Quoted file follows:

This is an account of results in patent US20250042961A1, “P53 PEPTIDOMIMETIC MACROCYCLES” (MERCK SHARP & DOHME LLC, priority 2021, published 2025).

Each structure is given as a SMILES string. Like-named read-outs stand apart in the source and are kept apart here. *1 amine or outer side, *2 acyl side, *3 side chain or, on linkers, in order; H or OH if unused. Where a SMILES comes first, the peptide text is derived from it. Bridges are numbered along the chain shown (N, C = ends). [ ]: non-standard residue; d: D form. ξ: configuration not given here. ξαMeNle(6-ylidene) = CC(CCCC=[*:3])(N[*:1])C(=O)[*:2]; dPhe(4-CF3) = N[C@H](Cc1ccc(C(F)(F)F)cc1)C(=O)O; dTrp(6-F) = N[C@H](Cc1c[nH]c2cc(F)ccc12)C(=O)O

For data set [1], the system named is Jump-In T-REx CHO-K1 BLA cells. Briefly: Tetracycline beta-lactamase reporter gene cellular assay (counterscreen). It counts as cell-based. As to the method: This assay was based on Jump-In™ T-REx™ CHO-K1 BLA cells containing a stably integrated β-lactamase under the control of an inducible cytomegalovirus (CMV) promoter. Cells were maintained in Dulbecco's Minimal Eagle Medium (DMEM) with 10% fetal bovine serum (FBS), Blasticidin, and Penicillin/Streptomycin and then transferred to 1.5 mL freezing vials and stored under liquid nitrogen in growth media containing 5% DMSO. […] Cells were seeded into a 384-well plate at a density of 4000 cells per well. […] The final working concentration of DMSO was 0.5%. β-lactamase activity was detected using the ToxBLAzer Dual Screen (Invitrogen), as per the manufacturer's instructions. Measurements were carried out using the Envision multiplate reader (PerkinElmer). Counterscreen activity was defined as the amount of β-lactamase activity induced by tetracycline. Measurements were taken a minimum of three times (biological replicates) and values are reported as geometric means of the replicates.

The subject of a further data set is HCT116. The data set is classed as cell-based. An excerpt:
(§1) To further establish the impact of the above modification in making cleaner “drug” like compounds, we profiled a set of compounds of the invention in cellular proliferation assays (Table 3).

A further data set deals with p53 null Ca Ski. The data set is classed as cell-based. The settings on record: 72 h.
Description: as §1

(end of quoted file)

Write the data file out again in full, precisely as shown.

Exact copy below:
This is an account of results in patent US20250042961A1, “P53 PEPTIDOMIMETIC MACROCYCLES” (MERCK SHARP & DOHME LLC, priority 2021, published 2025).

Each structure is given as a SMILES string. Like-named read-outs stand apart in the source and are kept apart here. *1 amine or outer side, *2 acyl side, *3 side chain or, on linkers, in order; H or OH if unused. Where a SMILES comes first, the peptide text is derived from it. Bridges are numbered along the chain shown (N, C = ends). [ ]: non-standard residue; d: D form. ξ: configuration not given here. ξαMeNle(6-ylidene) = CC(CCCC=[*:3])(N[*:1])C(=O)[*:2]; dPhe(4-CF3) = N[C@H](Cc1ccc(C(F)(F)F)cc1)C(=O)O; dTrp(6-F) = N[C@H](Cc1c[nH]c2cc(F)ccc12)C(=O)O

For data set [1], the system named is Jump-In T-REx CHO-K1 BLA cells. Briefly: Tetracycline beta-lactamase reporter gene cellular assay (counterscreen). It counts as cell-based. As to the method: This assay was based on Jump-In™ T-REx™ CHO-K1 BLA cells containing a stably integrated β-lactamase under the control of an inducible cytomegalovirus (CMV) promoter. Cells were maintained in Dulbecco's Minimal Eagle Medium (DMEM) with 10% fetal bovine serum (FBS), Blasticidin, and Penicillin/Streptomycin and then transferred to 1.5 mL freezing vials and stored under liquid nitrogen in growth media containing 5% DMSO. […] Cells were seeded into a 384-well plate at a density of 4000 cells per well. […] The final working concentration of DMSO was 0.5%. β-lactamase activity was detected using the ToxBLAzer Dual Screen (Invitrogen), as per the manufacturer's instructions. Measurements were carried out using the Envision multiplate reader (PerkinElmer). Counterscreen activity was defined as the amount of β-lactamase activity induced by tetracycline. Measurements were taken a minimum of three times (biological replicates) and values are reported as geometric means of the replicates.

The subject of a further data set is HCT116. The data set is classed as cell-based. An excerpt:
(§1) To further establish the impact of the above modification in making cleaner “drug” like compounds, we profiled a set of compounds of the invention in cellular proliferation assays (Table 3).

A further data set deals with p53 null Ca Ski. The data set is classed as cell-based. The settings on record: 72 h.
Description: as §1